What Constitutes Adultery?

The study committee which produced the Report on “Marriage Guidelines” has written much with which no one can disagree. It gives us the needed reminder that marriage is more than sex. There must be “communion on other levels” in the marriage relationship. In the past we have given tacit approval to the couple who, in spite of continual disharmony, maintained the outward semblance of marriage. The Bible makes plain that such marriage partners cannot have a proper prayer life.

Synod was not willing to accept this Report in toto. For one thing, it had a problem with the broad meaning given to porneia, the Greek word for adultery. It is to this question that I wish to address myself.

What is adultery? The Report states that “adultery covers all the ways in which infidelity in marriage can take place.”1 And again, “The basic meaning of adultery is breaking of trust or fidelity, unfaithfulness in marriage. Physical unfaithfulness is only one typical form of adultery.”2

In the argumentation that adultery is to be considered in the broad meaning of all “marital infidelity,” reference is made to the relationship of God and His people. God considers Himself as the Husband of His people. His people constitute His wife or bride. This is a spiritual relationship, and a breach of this relationship is called adultery. The term “adultery” in this connection is manifestly used in a figurative way. The relationship which God has established with His people is completely spiritual in character. Every sin is a breaking of the covenant. Every sin is a turning away from God to follow after another god. Spiritual adultery may be defined as replacing God in our heart and life with another god. It is a transfer of loyalty and devotion and service.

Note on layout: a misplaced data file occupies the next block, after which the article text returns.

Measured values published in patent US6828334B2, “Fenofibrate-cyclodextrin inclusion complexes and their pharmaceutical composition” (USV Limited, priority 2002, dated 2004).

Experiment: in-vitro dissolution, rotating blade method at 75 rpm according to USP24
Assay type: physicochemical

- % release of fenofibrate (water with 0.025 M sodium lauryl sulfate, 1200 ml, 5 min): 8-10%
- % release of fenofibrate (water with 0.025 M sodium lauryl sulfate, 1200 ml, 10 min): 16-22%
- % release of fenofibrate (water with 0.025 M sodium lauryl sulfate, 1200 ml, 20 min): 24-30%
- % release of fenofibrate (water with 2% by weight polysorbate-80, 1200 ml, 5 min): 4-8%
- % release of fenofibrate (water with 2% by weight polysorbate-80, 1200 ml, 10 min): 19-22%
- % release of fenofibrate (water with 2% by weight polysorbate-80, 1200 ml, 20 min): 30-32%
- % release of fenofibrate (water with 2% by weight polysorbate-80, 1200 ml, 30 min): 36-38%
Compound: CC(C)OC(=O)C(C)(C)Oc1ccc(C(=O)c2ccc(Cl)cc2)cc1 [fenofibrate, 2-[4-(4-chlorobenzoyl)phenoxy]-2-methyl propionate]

From the above it follows that adultery in the human relationship also would involve another person. It is possible to conceive of a human relationship which lacks nearly everything which ought to be found in marriage and yet not involve another person. Marital infidelity is broader than adultery. Adultery always involves another person; this also rings true with the definition given in the dictionary.

It is clear on the other hand that the concept of adultery, especially defined in the New Testament, includes more than physical intercourse. It also includes the desire for another than one’s spouse. Yet the term must be limited to physical intercourse and/or the desire which would lead to it.

Friedrich Hauck states: “From the religious standpoint adultery does not consist merely in physical intercourse with a strange woman; it is present already in the desire which negates fidelity” (Matt. 5:28).3 The reference to desire means the desire for physical intercourse with a strange woman.

The whole tenor of the word study of moicheuo (adultery ) limits it to physical intercourse or the desire connected with physical intercourse. The Report states that “adultery covers all the ways in which infidelity in marriage can take place” and “physical unfaithfulness is only one typical form of adultery.”4 A more correct statement would be that adultery is only one typical form of marital infidelity. According to Paul, adultery excludes from God’s kingdom (I Cor. 6:9). It is stated in the Report that “every husband and wife has been unfaithful in diverse ways and in various degrees.”5 If adultery is as broad as the Report states, then everyone who is married will have to ask the question the disciples asked in another connection: “Who then can be saved?”

Another related question is: What is porneia? (fornication). The Report states that “porneia is not the same as moicheia (adultery).” It is clear that the words are different. It is another question whether it cannot be said with Kittel that “porneuo is materially moicheuo.”6